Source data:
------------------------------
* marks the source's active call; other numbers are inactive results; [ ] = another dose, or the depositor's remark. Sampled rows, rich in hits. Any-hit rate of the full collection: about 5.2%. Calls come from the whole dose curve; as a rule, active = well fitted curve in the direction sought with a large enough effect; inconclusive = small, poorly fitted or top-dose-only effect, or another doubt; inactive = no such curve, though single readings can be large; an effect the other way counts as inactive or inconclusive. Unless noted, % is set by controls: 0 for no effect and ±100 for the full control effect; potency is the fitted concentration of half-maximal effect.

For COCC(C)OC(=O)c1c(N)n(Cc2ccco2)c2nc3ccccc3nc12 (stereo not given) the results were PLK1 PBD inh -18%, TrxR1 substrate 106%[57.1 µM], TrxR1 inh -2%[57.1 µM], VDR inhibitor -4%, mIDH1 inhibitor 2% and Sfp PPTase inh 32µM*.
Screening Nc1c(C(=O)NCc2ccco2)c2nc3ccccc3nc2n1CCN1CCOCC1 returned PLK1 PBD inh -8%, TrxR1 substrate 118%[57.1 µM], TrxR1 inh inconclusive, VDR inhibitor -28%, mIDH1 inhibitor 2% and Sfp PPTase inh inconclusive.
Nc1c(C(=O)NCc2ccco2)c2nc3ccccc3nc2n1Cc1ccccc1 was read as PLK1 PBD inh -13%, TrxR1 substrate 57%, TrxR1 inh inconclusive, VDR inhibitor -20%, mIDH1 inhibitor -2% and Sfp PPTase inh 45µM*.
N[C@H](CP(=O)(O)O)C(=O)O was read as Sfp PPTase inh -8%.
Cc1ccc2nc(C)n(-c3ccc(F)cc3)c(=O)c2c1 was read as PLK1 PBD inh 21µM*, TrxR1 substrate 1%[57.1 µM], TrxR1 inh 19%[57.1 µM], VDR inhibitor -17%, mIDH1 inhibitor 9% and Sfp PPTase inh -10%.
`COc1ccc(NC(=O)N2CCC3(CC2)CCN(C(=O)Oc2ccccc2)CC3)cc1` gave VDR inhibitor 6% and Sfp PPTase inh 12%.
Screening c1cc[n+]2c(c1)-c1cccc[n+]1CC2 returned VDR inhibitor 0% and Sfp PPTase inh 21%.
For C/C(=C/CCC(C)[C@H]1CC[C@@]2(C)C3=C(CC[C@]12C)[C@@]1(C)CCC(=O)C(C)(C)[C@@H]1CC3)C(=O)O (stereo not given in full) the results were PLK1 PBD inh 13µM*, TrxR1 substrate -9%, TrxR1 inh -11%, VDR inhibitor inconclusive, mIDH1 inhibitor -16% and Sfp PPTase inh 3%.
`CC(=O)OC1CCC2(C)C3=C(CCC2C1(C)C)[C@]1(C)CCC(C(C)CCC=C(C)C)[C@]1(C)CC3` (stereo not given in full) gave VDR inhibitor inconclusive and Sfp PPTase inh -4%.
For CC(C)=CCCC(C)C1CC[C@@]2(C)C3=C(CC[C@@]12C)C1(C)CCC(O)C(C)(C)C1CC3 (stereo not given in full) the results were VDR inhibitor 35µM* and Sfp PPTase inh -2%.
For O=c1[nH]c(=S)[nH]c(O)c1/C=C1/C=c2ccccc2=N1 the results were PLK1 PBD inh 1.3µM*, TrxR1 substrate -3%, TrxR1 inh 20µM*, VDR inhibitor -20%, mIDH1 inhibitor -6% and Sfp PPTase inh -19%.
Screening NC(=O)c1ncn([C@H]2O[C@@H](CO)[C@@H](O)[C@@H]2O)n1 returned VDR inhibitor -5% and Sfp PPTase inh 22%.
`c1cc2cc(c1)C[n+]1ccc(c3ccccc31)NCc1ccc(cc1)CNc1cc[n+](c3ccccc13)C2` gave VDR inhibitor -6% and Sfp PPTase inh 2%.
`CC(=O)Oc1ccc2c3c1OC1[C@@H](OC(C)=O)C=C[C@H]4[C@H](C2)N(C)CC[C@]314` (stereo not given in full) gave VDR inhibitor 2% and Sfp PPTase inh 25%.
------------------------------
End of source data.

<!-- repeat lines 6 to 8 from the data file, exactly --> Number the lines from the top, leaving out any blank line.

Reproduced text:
Cc1ccc2nc(C)n(-c3ccc(F)cc3)c(=O)c2c1 was read as PLK1 PBD inh 21µM*, TrxR1 substrate 1%[57.1 µM], TrxR1 inh 19%[57.1 µM], VDR inhibitor -17%, mIDH1 inhibitor 9% and Sfp PPTase inh -10%.
`COc1ccc(NC(=O)N2CCC3(CC2)CCN(C(=O)Oc2ccccc2)CC3)cc1` gave VDR inhibitor 6% and Sfp PPTase inh 12%.
Screening c1cc[n+]2c(c1)-c1cccc[n+]1CC2 returned VDR inhibitor 0% and Sfp PPTase inh 21%.